With Collegiate Scholars of Tomorrow program, UUP member Christopher Ellis puts young students on the path to college
Posted February 14, 2019 by Liza Frenette
By day, Christopher Ellis works in a busy office building on a bustling block in downtown Albany, where he oversees adult learning centers for New York’s state and city colleges.
By night, by weekend, and by evasive minutes and hours here and there, he directs a new program — Collegiate Scholars of Tomorrow — that puts hope and college money into NY 529 College Savings Program bank accounts for third graders across the city.
“Some of this stuff has taken years to develop,” Ellis said. While many worthwhile organizations provide scholarships to graduating seniors, the goal of this nascent program is to “start the college conversation younger.”
A member of United University Professions, the union for State University of New York faculty and staff, Ellis is immersed in higher education every day. He witnesses its value for countless students taking steps to get to college, or to study a trade through adult learning at campus Educational Opportunity Centers.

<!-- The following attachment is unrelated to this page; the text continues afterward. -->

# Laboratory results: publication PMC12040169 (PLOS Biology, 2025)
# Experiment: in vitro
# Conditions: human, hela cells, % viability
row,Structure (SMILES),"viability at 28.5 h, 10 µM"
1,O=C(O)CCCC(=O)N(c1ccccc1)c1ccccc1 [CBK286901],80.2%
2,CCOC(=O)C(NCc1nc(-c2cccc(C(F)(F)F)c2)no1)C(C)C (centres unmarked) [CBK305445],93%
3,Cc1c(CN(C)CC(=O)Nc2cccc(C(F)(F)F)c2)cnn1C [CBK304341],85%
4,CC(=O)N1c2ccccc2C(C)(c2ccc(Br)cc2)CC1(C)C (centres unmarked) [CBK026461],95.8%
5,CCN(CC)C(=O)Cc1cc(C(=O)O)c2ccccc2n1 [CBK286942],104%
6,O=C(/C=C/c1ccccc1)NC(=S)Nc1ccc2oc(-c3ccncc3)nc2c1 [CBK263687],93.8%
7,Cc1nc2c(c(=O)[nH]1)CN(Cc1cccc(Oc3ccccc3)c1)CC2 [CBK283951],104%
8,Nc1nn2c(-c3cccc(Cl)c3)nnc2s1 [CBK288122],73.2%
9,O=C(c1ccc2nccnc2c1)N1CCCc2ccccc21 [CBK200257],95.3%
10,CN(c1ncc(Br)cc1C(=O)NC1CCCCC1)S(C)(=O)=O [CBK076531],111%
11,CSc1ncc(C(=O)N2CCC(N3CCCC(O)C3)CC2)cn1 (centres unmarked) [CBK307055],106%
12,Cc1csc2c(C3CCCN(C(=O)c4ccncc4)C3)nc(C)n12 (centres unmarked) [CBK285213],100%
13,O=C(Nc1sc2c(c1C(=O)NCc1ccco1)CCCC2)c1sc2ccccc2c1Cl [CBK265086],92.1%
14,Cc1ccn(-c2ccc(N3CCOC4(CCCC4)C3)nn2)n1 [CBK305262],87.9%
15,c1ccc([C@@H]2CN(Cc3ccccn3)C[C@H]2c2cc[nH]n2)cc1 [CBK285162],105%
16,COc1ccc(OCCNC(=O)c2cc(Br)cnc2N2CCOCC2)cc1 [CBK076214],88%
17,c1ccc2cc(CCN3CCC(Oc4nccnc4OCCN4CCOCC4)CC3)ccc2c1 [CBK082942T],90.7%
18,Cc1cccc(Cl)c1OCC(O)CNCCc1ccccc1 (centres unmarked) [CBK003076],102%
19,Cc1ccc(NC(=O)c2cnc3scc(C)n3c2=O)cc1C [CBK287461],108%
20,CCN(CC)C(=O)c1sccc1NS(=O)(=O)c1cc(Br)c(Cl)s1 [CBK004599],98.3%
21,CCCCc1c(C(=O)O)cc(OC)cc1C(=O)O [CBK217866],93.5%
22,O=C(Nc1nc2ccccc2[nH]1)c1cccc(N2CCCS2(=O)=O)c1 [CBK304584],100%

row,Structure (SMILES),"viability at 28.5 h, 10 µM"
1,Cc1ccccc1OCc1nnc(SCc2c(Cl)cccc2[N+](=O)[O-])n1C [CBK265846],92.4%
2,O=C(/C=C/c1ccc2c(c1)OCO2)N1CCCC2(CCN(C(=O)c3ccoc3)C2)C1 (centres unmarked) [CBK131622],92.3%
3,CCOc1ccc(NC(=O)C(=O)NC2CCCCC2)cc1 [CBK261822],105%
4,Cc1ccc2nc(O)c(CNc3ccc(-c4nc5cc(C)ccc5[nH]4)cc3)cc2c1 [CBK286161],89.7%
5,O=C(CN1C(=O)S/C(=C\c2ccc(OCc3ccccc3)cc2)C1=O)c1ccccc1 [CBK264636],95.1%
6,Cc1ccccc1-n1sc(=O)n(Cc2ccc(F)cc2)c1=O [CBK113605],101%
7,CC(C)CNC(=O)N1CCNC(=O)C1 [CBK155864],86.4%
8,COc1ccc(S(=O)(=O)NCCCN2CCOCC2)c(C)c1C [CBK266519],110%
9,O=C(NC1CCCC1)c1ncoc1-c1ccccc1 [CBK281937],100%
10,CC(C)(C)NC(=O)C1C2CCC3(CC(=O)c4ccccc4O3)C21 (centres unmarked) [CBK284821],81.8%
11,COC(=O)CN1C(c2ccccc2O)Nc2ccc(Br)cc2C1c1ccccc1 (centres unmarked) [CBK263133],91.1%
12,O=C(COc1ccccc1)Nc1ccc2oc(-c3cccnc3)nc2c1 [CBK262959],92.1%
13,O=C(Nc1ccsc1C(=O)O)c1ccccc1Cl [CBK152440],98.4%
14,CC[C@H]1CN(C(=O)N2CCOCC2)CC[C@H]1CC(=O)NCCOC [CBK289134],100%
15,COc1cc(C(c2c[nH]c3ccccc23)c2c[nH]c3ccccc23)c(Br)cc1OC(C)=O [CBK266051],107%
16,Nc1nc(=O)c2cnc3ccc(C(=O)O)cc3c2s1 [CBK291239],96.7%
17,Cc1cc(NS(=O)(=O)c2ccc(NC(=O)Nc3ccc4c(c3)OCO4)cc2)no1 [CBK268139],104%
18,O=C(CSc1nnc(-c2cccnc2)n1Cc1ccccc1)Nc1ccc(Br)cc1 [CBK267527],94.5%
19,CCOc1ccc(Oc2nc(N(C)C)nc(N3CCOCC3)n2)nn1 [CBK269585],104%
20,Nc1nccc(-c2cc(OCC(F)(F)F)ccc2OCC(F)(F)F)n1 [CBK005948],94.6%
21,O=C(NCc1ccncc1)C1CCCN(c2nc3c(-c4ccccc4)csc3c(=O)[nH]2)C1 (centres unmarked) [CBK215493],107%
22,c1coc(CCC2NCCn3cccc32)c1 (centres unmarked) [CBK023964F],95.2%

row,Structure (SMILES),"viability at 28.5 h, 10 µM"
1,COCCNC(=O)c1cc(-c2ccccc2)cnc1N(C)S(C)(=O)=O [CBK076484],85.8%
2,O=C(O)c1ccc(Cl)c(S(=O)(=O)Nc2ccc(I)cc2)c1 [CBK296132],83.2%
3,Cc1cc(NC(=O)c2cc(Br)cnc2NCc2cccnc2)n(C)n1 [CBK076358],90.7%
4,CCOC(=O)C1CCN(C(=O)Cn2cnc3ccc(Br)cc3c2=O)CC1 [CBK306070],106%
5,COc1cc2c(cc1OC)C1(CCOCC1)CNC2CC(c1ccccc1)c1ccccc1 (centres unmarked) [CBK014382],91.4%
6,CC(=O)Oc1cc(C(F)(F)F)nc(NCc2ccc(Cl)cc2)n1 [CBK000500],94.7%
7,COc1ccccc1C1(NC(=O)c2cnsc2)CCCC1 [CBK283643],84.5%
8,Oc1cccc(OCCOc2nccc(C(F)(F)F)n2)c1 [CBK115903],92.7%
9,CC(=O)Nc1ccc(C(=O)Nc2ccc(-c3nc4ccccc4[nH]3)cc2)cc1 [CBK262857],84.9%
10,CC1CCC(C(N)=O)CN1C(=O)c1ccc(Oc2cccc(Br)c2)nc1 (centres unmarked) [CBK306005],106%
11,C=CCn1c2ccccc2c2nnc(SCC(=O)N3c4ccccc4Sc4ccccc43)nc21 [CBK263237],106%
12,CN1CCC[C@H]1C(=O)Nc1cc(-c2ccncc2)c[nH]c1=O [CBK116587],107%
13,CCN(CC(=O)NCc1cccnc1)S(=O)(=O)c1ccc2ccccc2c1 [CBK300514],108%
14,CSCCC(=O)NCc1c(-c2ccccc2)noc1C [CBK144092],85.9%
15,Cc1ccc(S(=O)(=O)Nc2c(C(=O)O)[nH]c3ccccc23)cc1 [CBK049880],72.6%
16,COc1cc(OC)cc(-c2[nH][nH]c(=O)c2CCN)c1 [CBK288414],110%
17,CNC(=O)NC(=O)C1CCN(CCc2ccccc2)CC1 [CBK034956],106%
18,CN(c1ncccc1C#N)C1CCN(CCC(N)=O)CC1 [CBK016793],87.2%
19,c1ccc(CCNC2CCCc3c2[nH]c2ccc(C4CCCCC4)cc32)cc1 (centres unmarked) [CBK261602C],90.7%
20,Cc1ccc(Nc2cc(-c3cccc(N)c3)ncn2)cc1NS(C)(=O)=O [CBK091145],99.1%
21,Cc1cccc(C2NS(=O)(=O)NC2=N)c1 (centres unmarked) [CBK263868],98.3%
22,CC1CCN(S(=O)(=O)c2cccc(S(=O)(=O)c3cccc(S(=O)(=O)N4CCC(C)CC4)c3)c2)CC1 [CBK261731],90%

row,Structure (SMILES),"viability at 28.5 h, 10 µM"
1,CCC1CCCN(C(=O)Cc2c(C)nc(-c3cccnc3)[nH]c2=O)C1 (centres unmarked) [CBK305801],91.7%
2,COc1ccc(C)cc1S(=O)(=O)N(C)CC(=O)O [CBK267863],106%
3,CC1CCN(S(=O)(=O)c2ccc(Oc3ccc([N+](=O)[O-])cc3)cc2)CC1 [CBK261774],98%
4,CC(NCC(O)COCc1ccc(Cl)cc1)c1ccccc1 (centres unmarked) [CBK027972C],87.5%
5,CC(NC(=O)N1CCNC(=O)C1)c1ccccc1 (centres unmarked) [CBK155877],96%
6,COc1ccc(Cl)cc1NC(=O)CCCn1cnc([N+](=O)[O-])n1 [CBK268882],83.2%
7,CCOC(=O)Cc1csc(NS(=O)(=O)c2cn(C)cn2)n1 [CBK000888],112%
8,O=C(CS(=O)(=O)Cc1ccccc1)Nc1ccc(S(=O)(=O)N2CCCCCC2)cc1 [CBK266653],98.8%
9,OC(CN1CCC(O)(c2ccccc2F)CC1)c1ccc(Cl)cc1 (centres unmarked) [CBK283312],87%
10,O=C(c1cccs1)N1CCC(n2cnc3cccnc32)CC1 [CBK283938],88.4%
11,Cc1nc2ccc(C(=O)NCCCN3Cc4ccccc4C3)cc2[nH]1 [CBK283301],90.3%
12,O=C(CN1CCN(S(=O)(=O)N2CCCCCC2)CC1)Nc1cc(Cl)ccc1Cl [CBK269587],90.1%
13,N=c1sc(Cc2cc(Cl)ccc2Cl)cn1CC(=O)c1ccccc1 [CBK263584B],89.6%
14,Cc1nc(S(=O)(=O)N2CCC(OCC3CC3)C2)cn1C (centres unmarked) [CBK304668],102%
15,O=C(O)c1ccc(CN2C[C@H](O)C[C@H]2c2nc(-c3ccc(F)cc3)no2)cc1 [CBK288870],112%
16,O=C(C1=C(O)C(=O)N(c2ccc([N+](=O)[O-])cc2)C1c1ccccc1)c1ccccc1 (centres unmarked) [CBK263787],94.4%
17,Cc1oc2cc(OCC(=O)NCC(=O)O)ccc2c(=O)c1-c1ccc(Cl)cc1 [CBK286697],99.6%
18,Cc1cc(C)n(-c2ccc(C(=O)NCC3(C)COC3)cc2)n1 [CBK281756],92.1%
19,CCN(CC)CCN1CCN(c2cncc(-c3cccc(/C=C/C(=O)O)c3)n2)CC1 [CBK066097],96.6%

Ellis wants those steps to start earlier.
The aim of the Collegiate Scholars Program, funded by corporate citizens and Albany Medical Center, is to kick start that goal. The new scholars program for economically disadvantaged third graders promotes relationships, family involvement and learning experiences along with financial incentives.
“We don’t just give money to kids,” said Ellis, a member of Alpha Phi Alpha, the sponsoring fraternity. “That’s not enough. There are children of many different ethnicities in the scholarship program, and it's important for them to meet successful, professional men of color.
“We communicate with them. We ask them to participate in mentoring activities and outreach,” he added. “We work with parents and teachers.”
The scholarship program is also available to graduates of The Baby Institute, a nonprofit program that helps children under 3 prepare for school.
The young participants start out with an educational account of $100 to $150. Money can be earned by attending educational events, or added by parents throughout the years and then matched by the scholars program. Even a modest contribution set aside in an account for a child makes it more likely they will attend college, Ellis said.
On the recent Super Bowl Sunday, kids were invited to attend a program with their parents about higher education, financial aid, and Educational Opportunity Programs.
One event that kids in the scholarship program are called on to assist is the Capital Region Soap Box Derby, where they help others build cars, or move hay for the race courses. Students also have been given opportunities to attend youth yoga, and take tours of Schenectady’s Museum of Innovation and Science. Some have been given career coloring books. In July, they took a day trip to Cornell for a campus tour, which included running through the football stadium whooping it up.